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R S V P / ORANGE COUNTY : A Black and White Bash to Dye For

August 02, 1995|KATHRYN BOLD

Two colors were all over the Neiman Marcus Courtyard in Fashion Island on Saturday when the Newport Harbor Art Museum staged its fifth annual Black and White Bash.

More than 800 guests honored the event's black-and-white dress code, showing up in colorless costumes that ranged from casual chic to downright ridiculous. The $50-per-person buffet dinner and dance was expected to net at least $30,000 for the Newport Beach museum's exhibition and education programs.

Primary Colors

Many in the crowd were art lovers and proved to be creative dressers. Women sported everything from black satin hot pants to long black gowns (with funky pillbox hats, feather boas and other outlandish accessories). Many men wore traditional black suits with a twist--pairing the suits with white T-shirts or switching the pants with a pair of white shorts.

One woman tottered around in black-and-white lace-up shoes with six-inch spiked heels and a black miniskirt that was scarcely an inch longer than her jacket.

Lea Petersen wore a halter dress covered in zebra stripes.

"You've got a real mix of fashion here," she said. "There's a few evening gowns, and there's shorts. When they say casual, they mean Newport Beach dressy casual."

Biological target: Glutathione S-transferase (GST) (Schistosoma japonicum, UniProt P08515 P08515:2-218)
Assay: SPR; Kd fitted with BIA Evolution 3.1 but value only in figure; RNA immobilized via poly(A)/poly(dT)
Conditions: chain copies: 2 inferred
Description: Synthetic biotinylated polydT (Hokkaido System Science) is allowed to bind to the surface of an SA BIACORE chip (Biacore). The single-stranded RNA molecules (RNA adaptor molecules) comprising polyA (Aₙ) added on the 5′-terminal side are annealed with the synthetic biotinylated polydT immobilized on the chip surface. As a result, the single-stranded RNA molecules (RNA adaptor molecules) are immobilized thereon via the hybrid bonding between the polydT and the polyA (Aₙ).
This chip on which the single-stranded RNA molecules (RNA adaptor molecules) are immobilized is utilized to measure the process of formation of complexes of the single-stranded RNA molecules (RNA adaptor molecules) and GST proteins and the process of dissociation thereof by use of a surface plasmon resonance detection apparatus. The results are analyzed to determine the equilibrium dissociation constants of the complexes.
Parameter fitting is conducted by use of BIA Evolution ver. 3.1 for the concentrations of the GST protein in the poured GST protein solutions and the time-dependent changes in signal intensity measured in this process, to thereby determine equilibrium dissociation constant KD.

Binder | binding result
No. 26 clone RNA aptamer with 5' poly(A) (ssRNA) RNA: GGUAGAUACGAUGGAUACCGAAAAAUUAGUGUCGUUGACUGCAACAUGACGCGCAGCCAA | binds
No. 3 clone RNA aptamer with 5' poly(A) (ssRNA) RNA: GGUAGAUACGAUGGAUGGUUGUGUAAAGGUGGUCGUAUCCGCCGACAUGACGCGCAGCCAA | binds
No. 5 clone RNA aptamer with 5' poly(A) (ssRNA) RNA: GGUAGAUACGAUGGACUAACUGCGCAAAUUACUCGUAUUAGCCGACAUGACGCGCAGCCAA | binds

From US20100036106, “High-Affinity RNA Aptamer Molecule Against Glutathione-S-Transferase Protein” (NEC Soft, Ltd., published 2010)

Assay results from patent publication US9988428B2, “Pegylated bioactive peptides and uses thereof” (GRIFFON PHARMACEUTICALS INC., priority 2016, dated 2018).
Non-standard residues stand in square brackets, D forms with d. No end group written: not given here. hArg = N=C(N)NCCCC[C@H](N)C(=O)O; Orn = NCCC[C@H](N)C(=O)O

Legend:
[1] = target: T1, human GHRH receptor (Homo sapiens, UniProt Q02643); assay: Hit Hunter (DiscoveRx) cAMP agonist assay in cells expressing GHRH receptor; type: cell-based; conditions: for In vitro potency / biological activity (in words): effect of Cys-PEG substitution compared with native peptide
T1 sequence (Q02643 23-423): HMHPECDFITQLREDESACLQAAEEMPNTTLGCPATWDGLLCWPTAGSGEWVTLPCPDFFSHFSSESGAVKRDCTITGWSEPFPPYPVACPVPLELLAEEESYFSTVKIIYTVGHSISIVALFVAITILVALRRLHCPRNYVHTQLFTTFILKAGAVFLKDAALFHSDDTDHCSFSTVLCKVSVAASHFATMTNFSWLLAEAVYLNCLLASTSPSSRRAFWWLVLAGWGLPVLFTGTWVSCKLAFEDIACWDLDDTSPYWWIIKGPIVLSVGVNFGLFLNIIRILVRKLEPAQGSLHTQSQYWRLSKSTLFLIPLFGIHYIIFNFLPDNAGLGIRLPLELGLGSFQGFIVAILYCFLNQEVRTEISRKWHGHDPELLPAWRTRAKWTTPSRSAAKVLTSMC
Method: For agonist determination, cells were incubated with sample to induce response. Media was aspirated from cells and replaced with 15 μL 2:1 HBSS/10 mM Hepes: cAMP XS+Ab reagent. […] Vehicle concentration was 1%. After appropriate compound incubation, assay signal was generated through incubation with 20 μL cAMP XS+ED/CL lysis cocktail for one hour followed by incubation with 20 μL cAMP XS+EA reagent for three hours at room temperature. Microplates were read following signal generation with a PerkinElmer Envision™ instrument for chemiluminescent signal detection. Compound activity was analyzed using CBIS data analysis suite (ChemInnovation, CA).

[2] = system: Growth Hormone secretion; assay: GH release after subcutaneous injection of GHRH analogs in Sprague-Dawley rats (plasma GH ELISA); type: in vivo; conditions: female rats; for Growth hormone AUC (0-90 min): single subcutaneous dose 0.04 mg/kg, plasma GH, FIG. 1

Bill and Jane Jennings wore their pajamas.

"It's the only black-and-white clothes we own," Jane Jennings said. "He had a nice black robe, and I had this white satin nightgown."

Mary Bauman-Mirhady was one of the few who rebelled against the color code: She wore a screaming yellow polka-dot dress.

"I got all dressed in a black-and-white outfit today but it was so hot and it felt totally out of context," she said. "This is summer!"

Another woman was draped head to toe in yards of black lace, with a short black lace apron covering white bicycle shorts, a black corset and long black veil.

"She looks like she raided a funeral parlor," one fashion critic said.

Block Party

When they weren't people-watching, guests were entertained by strolling jugglers, face-painters and psychics. They also danced on a black-and-white checkered dance floor to the rhythm and blues sounds of the Jones Boys.

"This is Newport Beach's block party," said Michael Botwinick, museum director, who wore an understated black suit with a white collarless shirt.

Throughout the courtyard, under massive garlands of black and white balloons, food stations were set up with specialties from volunteer restaurants.

Guests grazed on penne pasta with duck sausage offered by Tutto Mare Ristorante, spareribs and chicken with broccoli from P.F. Chang's China Bistro, and breaded griddle cakes and potato cannelloni with shrimp filling from Patina of Los Angeles. Other participants were Antoine, Diedrich Coffee, Farmer's Market in Atrium Court, Ferdussi Taste of Persia, Hard Rock Cafe, Pasta Bravo, the Raft and Royal Khyber.

Faces in the crowd included Lennie Goldsmith, master of ceremonies; Carl and Pat Neisser; Susan Porter; James Rollans; Bjorn Sedleniek; Bob and Kathy Schroeder; Kathleen Dixon; Jim and Harriet Selna; Mark Crisler; Judy Steele; Tom Tomlinson; Naomi Vine; Walter Sebring, and Grant Berisford.

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